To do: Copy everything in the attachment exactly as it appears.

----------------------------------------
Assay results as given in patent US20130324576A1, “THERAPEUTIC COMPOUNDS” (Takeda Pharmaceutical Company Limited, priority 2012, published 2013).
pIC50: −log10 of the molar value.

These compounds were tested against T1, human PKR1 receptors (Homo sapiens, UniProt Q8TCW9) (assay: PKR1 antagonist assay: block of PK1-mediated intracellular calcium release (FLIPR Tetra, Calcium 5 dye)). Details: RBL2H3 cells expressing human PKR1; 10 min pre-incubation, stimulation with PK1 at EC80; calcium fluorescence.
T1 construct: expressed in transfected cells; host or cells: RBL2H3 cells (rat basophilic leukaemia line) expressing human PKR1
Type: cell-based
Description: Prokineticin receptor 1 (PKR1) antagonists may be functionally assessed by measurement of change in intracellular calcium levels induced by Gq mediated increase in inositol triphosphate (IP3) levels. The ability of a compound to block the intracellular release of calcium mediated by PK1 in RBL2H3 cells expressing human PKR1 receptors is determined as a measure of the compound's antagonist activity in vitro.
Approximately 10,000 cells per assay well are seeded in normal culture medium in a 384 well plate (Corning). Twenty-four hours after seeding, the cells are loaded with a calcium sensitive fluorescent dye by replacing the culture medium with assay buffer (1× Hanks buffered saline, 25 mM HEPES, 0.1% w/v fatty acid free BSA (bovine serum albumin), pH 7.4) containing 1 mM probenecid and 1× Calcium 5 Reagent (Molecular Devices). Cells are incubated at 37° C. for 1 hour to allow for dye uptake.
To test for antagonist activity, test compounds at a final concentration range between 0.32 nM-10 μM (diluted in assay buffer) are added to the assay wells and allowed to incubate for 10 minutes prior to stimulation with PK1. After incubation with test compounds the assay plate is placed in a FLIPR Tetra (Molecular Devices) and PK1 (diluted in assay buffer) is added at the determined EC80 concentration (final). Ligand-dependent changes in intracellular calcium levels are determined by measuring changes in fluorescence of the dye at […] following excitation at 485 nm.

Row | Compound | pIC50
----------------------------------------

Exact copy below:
Assay results as given in patent US20130324576A1, “THERAPEUTIC COMPOUNDS” (Takeda Pharmaceutical Company Limited, priority 2012, published 2013).
pIC50: −log10 of the molar value.

These compounds were tested against T1, human PKR1 receptors (Homo sapiens, UniProt Q8TCW9) (assay: PKR1 antagonist assay: block of PK1-mediated intracellular calcium release (FLIPR Tetra, Calcium 5 dye)). Details: RBL2H3 cells expressing human PKR1; 10 min pre-incubation, stimulation with PK1 at EC80; calcium fluorescence.
T1 construct: expressed in transfected cells; host or cells: RBL2H3 cells (rat basophilic leukaemia line) expressing human PKR1
Type: cell-based
Description: Prokineticin receptor 1 (PKR1) antagonists may be functionally assessed by measurement of change in intracellular calcium levels induced by Gq mediated increase in inositol triphosphate (IP3) levels. The ability of a compound to block the intracellular release of calcium mediated by PK1 in RBL2H3 cells expressing human PKR1 receptors is determined as a measure of the compound's antagonist activity in vitro.
Approximately 10,000 cells per assay well are seeded in normal culture medium in a 384 well plate (Corning). Twenty-four hours after seeding, the cells are loaded with a calcium sensitive fluorescent dye by replacing the culture medium with assay buffer (1× Hanks buffered saline, 25 mM HEPES, 0.1% w/v fatty acid free BSA (bovine serum albumin), pH 7.4) containing 1 mM probenecid and 1× Calcium 5 Reagent (Molecular Devices). Cells are incubated at 37° C. for 1 hour to allow for dye uptake.
To test for antagonist activity, test compounds at a final concentration range between 0.32 nM-10 μM (diluted in assay buffer) are added to the assay wells and allowed to incubate for 10 minutes prior to stimulation with PK1. After incubation with test compounds the assay plate is placed in a FLIPR Tetra (Molecular Devices) and PK1 (diluted in assay buffer) is added at the determined EC80 concentration (final). Ligand-dependent changes in intracellular calcium levels are determined by measuring changes in fluorescence of the dye at […] following excitation at 485 nm.

Row | Compound | pIC50